Frances Gabe, Inventor of the Self-Cleaning House, Dies at 101
For decades, Frances Gabe did not clean her house, nor did anyone clean it for her. Yet for all that time, it was spotless.
Ms. Gabe, a once-celebrated inventor who died in obscurity late last year, was the creator, and long the sole inhabitant, of the world’s only self-cleaning house.
In January, the only public announcement of Ms. Gabe’s death appeared on the website of The Newberg Graphic, covering the Oregon community where she had long made her home. Spanning barely two dozen words, it gave little more than than her death date — Dec. 26, 2016 — and her age, 101.
But between Ms. Gabe’s birth, on June 23, 1915, and her death lay, unheralded, the life of a true American original, equal parts quixotic dreamer and accomplished visionary.
“Locally, she was just the kind of unique person that you often see in these small towns,” Allyn Brown, Ms. Gabe’s former lawyer and a longtime friend, said in a telephone interview last week. “I don’t think anybody really knew her name.”
There was a time, however, when Ms. Gabe’s name was known round the world. In the late 20th and early 21st centuries, her house was featured in newspapers and magazines including The New York Times, The Guardian and People; on Phil Donahue’s talk show; and in several books, among them Chuck Palahniuk’s “Fugitives & Refugees” (2003), about the curious characters around Portland, Ore.
“When I’d come out and see her,” Mr. Brown recalled, “I would be conflicted on whether she was delusional or whether she was so much smarter than I that I just didn’t have the ability to recognize her genius.”
More than half a century ago, incensed by the housecleaning that was a woman’s chronic lot, Ms. Gabe began to dream of a house that would see to its own hygiene: tenderly washing, rinsing and drying itself at the touch of a button.
“Housework is a thankless, unending job,” she told The Ottawa Citizen in 1996. “It’s a nerve-twangling bore. Who wants it? Nobody!”
And so, with her own money and her own hands, she built just such a house, receiving United States patent 4,428,085 in 1984.
In a 1982 column about Ms. Gabe’s work, the humorist Erma Bombeck proposed her as “a new face for Mount Rushmore.”
Yet her remarkable abode — a singular amalgam of “Walden,” Rube Goldberg and “The Jetsons” — remained the only one of its kind ever built. The reasons, recent interviews with her associates suggest, include the difficulties of maintaining the patent, the compromises required of the homeowner and, just possibly, Ms. Gabe’s contrary, proudly iconoclastic temperament.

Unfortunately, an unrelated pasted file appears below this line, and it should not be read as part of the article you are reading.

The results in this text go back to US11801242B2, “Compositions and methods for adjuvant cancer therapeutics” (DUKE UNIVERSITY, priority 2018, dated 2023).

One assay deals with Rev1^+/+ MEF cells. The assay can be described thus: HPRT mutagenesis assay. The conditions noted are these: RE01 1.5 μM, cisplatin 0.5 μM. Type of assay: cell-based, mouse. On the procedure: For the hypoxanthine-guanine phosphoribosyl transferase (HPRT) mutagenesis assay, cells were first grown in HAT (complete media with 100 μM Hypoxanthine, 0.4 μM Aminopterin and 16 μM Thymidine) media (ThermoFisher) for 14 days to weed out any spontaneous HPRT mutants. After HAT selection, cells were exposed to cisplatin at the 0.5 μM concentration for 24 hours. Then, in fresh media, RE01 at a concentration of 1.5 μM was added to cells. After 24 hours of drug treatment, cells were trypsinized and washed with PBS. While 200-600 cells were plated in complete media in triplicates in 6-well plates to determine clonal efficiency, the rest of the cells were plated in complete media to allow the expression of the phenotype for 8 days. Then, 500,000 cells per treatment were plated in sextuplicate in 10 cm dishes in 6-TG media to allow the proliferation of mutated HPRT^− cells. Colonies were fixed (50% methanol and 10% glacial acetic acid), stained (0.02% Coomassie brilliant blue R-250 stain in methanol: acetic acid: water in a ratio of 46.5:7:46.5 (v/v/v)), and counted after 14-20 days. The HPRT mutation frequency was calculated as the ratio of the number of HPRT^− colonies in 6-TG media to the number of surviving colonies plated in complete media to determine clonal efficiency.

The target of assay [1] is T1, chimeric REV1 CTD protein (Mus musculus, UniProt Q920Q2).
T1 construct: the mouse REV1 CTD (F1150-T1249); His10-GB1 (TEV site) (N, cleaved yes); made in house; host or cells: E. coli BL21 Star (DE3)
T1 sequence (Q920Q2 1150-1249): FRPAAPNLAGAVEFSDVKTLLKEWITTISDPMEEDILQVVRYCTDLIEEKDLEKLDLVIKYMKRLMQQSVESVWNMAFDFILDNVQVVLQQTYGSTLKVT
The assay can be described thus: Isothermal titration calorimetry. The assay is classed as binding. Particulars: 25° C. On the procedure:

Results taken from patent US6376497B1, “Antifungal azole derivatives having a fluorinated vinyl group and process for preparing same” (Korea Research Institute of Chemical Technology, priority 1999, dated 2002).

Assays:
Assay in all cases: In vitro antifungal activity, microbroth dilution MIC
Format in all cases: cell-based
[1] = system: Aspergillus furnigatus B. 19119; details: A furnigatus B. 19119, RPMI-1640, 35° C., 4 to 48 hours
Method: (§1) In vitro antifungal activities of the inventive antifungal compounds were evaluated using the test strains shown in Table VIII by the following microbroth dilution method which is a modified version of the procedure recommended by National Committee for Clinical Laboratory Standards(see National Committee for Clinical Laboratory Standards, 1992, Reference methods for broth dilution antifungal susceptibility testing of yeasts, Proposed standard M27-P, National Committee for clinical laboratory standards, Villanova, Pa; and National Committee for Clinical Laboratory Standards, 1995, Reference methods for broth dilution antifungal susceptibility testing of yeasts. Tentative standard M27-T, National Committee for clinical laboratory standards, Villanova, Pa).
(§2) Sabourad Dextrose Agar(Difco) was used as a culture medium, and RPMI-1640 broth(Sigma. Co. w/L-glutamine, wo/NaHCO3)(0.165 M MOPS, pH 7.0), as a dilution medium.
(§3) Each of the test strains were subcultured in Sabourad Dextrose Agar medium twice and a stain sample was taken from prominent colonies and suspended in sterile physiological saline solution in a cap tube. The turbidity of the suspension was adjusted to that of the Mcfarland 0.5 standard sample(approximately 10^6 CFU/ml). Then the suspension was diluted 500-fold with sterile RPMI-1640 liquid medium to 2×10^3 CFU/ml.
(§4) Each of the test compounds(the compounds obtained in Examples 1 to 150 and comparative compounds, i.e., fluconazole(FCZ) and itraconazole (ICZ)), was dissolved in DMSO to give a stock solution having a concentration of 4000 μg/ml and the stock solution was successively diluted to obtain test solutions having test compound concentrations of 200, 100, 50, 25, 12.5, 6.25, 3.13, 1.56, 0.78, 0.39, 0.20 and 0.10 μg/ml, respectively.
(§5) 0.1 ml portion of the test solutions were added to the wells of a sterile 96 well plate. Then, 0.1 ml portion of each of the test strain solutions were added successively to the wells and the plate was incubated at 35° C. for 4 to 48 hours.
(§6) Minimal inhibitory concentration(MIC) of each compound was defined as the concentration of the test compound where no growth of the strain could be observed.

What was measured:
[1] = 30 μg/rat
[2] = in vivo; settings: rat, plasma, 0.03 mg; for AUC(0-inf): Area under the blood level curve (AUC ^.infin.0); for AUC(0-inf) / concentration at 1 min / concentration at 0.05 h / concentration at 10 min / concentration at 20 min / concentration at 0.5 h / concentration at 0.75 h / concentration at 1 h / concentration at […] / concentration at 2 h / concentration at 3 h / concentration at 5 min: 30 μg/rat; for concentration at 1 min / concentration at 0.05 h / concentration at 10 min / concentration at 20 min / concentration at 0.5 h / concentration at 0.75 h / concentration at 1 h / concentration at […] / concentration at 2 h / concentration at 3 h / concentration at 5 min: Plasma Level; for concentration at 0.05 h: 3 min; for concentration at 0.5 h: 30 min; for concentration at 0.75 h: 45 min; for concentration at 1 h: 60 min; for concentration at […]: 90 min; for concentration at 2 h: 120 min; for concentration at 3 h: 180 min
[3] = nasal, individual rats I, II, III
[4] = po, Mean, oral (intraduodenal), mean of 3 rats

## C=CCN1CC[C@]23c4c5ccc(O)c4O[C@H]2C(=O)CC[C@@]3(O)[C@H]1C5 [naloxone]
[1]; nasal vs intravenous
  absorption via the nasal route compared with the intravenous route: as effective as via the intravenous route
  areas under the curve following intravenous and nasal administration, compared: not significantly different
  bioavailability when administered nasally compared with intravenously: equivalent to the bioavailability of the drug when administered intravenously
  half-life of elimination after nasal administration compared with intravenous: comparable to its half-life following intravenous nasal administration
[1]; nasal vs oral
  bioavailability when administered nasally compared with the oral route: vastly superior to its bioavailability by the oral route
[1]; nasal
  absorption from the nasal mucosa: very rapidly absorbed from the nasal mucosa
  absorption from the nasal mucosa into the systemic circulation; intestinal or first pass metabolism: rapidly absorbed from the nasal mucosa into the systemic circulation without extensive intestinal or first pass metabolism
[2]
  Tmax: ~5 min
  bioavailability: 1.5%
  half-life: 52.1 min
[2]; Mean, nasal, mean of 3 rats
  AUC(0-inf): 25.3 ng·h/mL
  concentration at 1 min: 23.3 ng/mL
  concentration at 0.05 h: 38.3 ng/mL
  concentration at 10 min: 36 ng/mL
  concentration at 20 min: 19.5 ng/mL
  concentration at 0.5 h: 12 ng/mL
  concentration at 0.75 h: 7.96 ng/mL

“She was very difficult to get along with,” Mr. Brown said, warmly. “She had an adversarial relationship with all her neighbors and she didn’t do anything to discourage it.”
Perhaps it was the cement mixer residing permanently in Ms. Gabe’s yard that inflamed the neighbors so. (It was essential to her house-building enterprise.) Perhaps it was the series of snarling Great Danes she kept. Perhaps it was her penchant, at least in her younger days, for doing her yard work in the nude.
An accomplished jeweler and ceramist, Ms. Gabe was happiest when left to her own devices on her seven overgrown acres at the end of a dirt road in the woods near Newberg, 25 miles southwest of Portland.
It was a setting of which Henry David Thoreau would have approved. The house, on the other hand, would have given him a full-on apoplectic fit.
A cinder-block bungalow of about a thousand square feet, Ms. Gabe’s house was completed in the 1980s, at a cost of $15,000, after more than 10 years of work and decades of planning.
The result, the newspaper The Weekend Australian wrote in 2004, was “basically a gigantic dishwasher.”
In each room, Ms. Gabe, tucked safely under an umbrella, could press a button that activated a sprinkler in the ceiling. The first spray sent a mist of sudsy water over walls and floor. A second spray rinsed everything. Jets of warm air blew it all dry. The full cycle took less than an hour.
Runoff escaped through drains in Ms. Gabe’s almost imperceptibly sloping floors. It was channeled outside and straight through her doghouse, where the dog was washed in the bargain.
The house, whose patent consisted of 68 individual inventions, also included a cupboard in which dirty dishes, set on mesh shelves, were washed and dried in situ.
To deal with laundry — in many ways her masterstroke — Ms. Gabe designed a tightly sealed cabinet. Soiled clothing was placed inside on hangers, washed and dried there with jets of water and air, and then, still on hangers, pulled neatly by a chain into the clothes closet.
Her sink, toilet and bathtub were also self-cleaning.
Naturally, no conventional home, with its drapes, upholstery and wood furniture, could withstand Ms. Gabe’s restorative deluge. But she had anticipated that.
Her floors were coated with multiple layers of marine varnish. Furniture was encased in clear acrylic resin. Bedclothes were kept dry by means of an awning pulled over the bed before the cascade began.